This is the first book in the Jacqueline Kirby series. Jacqueline is a librarian past her thirties and she solves crimes. At least in the first book she does it a bit reluctantly, at least at first. Unlike the Amelia Peabody series, this book was written in a tight third person point-of-view and Jacqueline wasn’t the POV character. 

The story start when the main character, Jean Suttman and her fellow student Michael run into Jacqueline in one of Rome’s largest libraries. After Jacqueline regains consciousness she’s introduced to Jean’s circle of friends and even though Jacqueline is quite a bit older than them, she seems to fit in quickly. All of Jean’s friends are fellow student-scholars although they are from different fields: archeology, history, sculpting, painting. There is also one member who’s not welcome and who the others are often annoyed with. The group is affectionately called the Seven Sinners.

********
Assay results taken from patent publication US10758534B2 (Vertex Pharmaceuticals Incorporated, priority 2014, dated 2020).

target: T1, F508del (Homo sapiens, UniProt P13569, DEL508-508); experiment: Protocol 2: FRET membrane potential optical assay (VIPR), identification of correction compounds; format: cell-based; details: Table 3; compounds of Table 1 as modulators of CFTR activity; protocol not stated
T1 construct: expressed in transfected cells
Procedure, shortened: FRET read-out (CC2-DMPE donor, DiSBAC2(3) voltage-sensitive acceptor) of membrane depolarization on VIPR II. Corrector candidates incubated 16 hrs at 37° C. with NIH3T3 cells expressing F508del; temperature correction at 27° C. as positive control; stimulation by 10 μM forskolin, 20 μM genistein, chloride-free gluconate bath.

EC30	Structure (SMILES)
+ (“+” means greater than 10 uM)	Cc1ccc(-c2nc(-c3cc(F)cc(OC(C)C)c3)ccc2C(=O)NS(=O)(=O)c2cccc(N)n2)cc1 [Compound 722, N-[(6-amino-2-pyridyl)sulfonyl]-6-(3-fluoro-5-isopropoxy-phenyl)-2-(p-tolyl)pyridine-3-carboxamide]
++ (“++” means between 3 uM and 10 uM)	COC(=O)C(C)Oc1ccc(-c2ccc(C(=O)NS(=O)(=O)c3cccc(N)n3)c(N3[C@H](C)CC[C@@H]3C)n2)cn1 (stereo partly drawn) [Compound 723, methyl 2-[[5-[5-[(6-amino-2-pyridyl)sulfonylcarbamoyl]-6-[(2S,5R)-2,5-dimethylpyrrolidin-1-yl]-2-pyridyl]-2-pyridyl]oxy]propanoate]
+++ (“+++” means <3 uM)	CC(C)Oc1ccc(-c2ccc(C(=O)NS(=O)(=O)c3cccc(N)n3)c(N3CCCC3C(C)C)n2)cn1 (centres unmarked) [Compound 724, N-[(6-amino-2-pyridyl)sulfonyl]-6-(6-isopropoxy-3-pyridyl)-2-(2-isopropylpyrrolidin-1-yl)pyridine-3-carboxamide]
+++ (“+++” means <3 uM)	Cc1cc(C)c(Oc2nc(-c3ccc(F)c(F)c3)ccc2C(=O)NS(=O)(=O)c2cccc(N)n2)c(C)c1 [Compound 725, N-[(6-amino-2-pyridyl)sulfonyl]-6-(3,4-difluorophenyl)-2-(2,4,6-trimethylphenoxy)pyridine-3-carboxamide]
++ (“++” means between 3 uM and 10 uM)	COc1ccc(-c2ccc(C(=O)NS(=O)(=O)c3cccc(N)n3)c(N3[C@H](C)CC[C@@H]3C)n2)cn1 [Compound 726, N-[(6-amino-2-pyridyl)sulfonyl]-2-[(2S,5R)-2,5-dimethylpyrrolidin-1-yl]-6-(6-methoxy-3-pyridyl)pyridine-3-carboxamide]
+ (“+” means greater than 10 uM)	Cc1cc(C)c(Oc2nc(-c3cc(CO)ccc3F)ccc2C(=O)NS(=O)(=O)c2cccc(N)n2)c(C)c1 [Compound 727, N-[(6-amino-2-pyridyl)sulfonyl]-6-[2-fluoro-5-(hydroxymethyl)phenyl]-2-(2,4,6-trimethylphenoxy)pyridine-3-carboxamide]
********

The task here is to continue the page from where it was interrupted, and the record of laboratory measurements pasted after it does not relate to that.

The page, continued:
The group catches some sights around Rome and then Jean finds one of the group’s members almost dead in an underground temple of Mithra. He writes a mysterious symbol, seven, on the floor and dies. The police suspects that it was suicide but soon enough Jacqueline and Jean are convinced that it was murder and that Jean’s life in danger.

The book starts surprisingly slowly; the death doesn’t happen until 80 pages into the book. But once the mysteries start, it moves quickly and cleverly.

I liked this cast of characters more than the one in the Peabody books and I really like Peters’ writing style. She describes Rome very well at least for my Finnish eyes and made me long for Italian pizza and pasta.